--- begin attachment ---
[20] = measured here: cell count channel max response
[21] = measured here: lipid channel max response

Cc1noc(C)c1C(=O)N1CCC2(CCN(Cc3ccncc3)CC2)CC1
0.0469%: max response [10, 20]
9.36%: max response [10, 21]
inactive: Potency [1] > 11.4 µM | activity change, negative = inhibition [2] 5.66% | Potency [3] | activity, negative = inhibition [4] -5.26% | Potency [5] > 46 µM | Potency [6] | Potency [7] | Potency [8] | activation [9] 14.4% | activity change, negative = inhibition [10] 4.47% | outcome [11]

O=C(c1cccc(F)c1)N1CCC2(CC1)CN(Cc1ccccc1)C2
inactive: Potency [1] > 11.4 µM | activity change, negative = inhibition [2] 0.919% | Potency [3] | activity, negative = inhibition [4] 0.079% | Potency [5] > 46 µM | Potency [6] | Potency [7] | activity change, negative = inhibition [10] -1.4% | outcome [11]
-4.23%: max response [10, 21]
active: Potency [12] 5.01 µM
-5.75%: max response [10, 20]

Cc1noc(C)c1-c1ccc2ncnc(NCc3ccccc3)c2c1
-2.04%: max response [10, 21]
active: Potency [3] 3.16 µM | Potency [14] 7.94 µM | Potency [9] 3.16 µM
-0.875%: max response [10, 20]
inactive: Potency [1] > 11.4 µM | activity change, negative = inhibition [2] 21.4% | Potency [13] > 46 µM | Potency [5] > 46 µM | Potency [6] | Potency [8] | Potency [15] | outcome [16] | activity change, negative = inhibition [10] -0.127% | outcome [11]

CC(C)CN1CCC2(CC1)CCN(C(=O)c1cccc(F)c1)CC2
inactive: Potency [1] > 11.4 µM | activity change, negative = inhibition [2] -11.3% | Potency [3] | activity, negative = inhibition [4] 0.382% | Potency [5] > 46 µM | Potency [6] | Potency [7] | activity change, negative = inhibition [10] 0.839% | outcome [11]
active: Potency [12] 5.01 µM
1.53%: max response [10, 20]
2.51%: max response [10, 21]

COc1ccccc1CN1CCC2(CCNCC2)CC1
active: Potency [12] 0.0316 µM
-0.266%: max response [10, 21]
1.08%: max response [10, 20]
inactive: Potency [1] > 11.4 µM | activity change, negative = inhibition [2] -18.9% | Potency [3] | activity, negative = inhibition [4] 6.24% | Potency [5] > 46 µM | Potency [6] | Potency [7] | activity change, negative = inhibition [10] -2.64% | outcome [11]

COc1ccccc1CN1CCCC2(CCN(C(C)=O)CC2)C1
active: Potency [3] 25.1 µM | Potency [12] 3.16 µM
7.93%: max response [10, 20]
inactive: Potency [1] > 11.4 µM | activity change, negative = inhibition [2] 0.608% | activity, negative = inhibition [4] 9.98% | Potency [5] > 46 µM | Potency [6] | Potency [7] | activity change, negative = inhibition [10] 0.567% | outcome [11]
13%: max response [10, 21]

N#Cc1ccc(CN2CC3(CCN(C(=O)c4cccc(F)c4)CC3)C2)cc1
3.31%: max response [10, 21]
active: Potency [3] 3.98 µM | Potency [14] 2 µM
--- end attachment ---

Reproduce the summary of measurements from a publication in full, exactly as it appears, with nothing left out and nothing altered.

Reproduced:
[20] = measured here: cell count channel max response
[21] = measured here: lipid channel max response

Cc1noc(C)c1C(=O)N1CCC2(CCN(Cc3ccncc3)CC2)CC1
0.0469%: max response [10, 20]
9.36%: max response [10, 21]
inactive: Potency [1] > 11.4 µM | activity change, negative = inhibition [2] 5.66% | Potency [3] | activity, negative = inhibition [4] -5.26% | Potency [5] > 46 µM | Potency [6] | Potency [7] | Potency [8] | activation [9] 14.4% | activity change, negative = inhibition [10] 4.47% | outcome [11]

O=C(c1cccc(F)c1)N1CCC2(CC1)CN(Cc1ccccc1)C2
inactive: Potency [1] > 11.4 µM | activity change, negative = inhibition [2] 0.919% | Potency [3] | activity, negative = inhibition [4] 0.079% | Potency [5] > 46 µM | Potency [6] | Potency [7] | activity change, negative = inhibition [10] -1.4% | outcome [11]
-4.23%: max response [10, 21]
active: Potency [12] 5.01 µM
-5.75%: max response [10, 20]

Cc1noc(C)c1-c1ccc2ncnc(NCc3ccccc3)c2c1
-2.04%: max response [10, 21]
active: Potency [3] 3.16 µM | Potency [14] 7.94 µM | Potency [9] 3.16 µM
-0.875%: max response [10, 20]
inactive: Potency [1] > 11.4 µM | activity change, negative = inhibition [2] 21.4% | Potency [13] > 46 µM | Potency [5] > 46 µM | Potency [6] | Potency [8] | Potency [15] | outcome [16] | activity change, negative = inhibition [10] -0.127% | outcome [11]

CC(C)CN1CCC2(CC1)CCN(C(=O)c1cccc(F)c1)CC2
inactive: Potency [1] > 11.4 µM | activity change, negative = inhibition [2] -11.3% | Potency [3] | activity, negative = inhibition [4] 0.382% | Potency [5] > 46 µM | Potency [6] | Potency [7] | activity change, negative = inhibition [10] 0.839% | outcome [11]
active: Potency [12] 5.01 µM
1.53%: max response [10, 20]
2.51%: max response [10, 21]

COc1ccccc1CN1CCC2(CCNCC2)CC1
active: Potency [12] 0.0316 µM
-0.266%: max response [10, 21]
1.08%: max response [10, 20]
inactive: Potency [1] > 11.4 µM | activity change, negative = inhibition [2] -18.9% | Potency [3] | activity, negative = inhibition [4] 6.24% | Potency [5] > 46 µM | Potency [6] | Potency [7] | activity change, negative = inhibition [10] -2.64% | outcome [11]

COc1ccccc1CN1CCCC2(CCN(C(C)=O)CC2)C1
active: Potency [3] 25.1 µM | Potency [12] 3.16 µM
7.93%: max response [10, 20]
inactive: Potency [1] > 11.4 µM | activity change, negative = inhibition [2] 0.608% | activity, negative = inhibition [4] 9.98% | Potency [5] > 46 µM | Potency [6] | Potency [7] | activity change, negative = inhibition [10] 0.567% | outcome [11]
13%: max response [10, 21]

N#Cc1ccc(CN2CC3(CCN(C(=O)c4cccc(F)c4)CC3)C2)cc1
3.31%: max response [10, 21]
active: Potency [3] 3.98 µM | Potency [14] 2 µM